THE SIGNIFICANCE OF STONEWALL

June 28 – July 3rd, 1969 marks a point in time where everything changed. Now, 51 years later, and while June has become known as Pride Month, typically marked with parades and events celebrating the LGBTQ+ community as a whole, it’s important to remember that Pride started off as a protest. The parallels to the events following the murder of George Floyd is inescapable, especially amid the ongoing Black Lives Matter rallies and demonstrations against systemic racism and police brutality all across the country.

1969 was a summer of upheaval, of change. While some of us were in Berkeley out in the Bay Area and still reeling from the after effects of People’s Park just a few weeks before, the Stonewall riots – no revolution! – began as a result of ongoing police raids at New York City’s Stonewall Inn, one of the only safe spaces where LGBTQ+ people could gather in community.

As George M. Johns  writes in them. “Pride is and always was about rebellion, and this year more than ever, this year, Pride is different.  It’s not a corporate parade or a party. It’s an uprising, and it’s up to white queer people to protect the Black community as they demand justice.”  The intersectionality of Stonewall’s uprising was “Led by Black and Brown trans and queer folks” who were tired of the policing, the raids on their lives and the surveillance.  We must recognize the courage of Marsha P. Johnson, Sylvia Rivera, Stormé DeLarverie, and others there that night who fought back — and fought for their lives, igniting the change for LGBTQ+ people, that this charge was largely led by people of color, poor folk who lived on the street.  Johnson and Rivera literally put themselves out there, in front of the police in a monumental moment of self-sacrifice, putting their bodies and their well-being on the line for the collective good, creating a model for activism across all movements. One of the great things about these leaders being re-centered as part of the narrative is that it has created this intersectional approach to how we should do activism.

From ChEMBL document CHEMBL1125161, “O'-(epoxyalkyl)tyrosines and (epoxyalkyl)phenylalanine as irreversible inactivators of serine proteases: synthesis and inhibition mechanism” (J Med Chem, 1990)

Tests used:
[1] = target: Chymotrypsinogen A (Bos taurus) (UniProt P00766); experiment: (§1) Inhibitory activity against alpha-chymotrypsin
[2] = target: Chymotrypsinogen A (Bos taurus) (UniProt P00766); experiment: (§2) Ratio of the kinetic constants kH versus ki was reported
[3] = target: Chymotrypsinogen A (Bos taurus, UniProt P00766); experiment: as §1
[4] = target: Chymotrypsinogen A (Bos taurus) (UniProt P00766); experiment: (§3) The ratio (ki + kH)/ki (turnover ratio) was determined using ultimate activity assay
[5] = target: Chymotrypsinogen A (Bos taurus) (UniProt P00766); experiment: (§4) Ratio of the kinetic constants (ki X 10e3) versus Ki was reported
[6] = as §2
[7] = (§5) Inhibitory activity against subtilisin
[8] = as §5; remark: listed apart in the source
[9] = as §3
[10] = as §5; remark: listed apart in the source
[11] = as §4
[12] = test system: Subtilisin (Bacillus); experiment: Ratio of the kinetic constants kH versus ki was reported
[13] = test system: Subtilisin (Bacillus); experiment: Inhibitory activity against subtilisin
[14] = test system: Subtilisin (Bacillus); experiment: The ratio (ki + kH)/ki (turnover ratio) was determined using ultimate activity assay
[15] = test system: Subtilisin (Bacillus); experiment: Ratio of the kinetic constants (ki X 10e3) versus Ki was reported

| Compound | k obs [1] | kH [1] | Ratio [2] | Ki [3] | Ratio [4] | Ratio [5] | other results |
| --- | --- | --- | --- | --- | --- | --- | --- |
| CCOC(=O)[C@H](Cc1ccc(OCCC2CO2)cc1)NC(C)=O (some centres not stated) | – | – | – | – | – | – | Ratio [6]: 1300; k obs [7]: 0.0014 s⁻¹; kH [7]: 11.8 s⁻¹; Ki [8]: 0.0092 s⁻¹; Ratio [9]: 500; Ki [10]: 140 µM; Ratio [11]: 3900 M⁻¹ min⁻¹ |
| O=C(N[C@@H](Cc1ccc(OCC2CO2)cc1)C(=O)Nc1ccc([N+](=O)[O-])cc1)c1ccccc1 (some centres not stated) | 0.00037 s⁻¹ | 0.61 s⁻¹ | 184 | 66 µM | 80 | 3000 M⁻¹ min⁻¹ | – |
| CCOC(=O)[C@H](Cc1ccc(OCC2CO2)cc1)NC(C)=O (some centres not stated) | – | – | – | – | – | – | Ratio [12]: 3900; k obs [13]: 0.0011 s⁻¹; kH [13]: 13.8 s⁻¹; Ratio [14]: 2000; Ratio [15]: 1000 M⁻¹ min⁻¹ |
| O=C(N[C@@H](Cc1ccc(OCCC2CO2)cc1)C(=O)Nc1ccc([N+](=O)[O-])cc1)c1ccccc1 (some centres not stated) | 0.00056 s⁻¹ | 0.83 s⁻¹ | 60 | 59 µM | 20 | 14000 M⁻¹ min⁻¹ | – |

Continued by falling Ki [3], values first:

Fast forward, and the LGBTQ+ community as well as people of all races, genders and sexualities are protesting and calling out the names of Breonna Taylor, George Floyd, and others, as well as Tony McDade, a black transgender man killed by the police.  By refocusing on those most marginalized, this is an enormous moment in time to see real substantial systematic progress.

GLAAD’s President and CEO Sarah Kate Ellis says that the “LGBTQ movement really caught fire [with] allies coming on. We need black voices leading this, and we need the activists who have been leading this for years and years and years to point us in the right direction.”

While there’s still a long way to go, much of the Movement’s groundwork for a blueprint of how we should move forward was laid by such activists as Angela Davis, Audre Lorde, James Baldwin, Malcolm X, Martin Luther King Jr. and others.

And our conversations have changed as a result. Now we’re talking more about why we should center black lives in this conversation because everyday people are taking to challenging these conversations at their own dinner tables. Those changes could lead to a larger cultural and political shift that leads to redirecting millions of dollars put into police departments to other, much-needed programs, like education and healthcare in elevating this consciousness-raising to a mainstream level.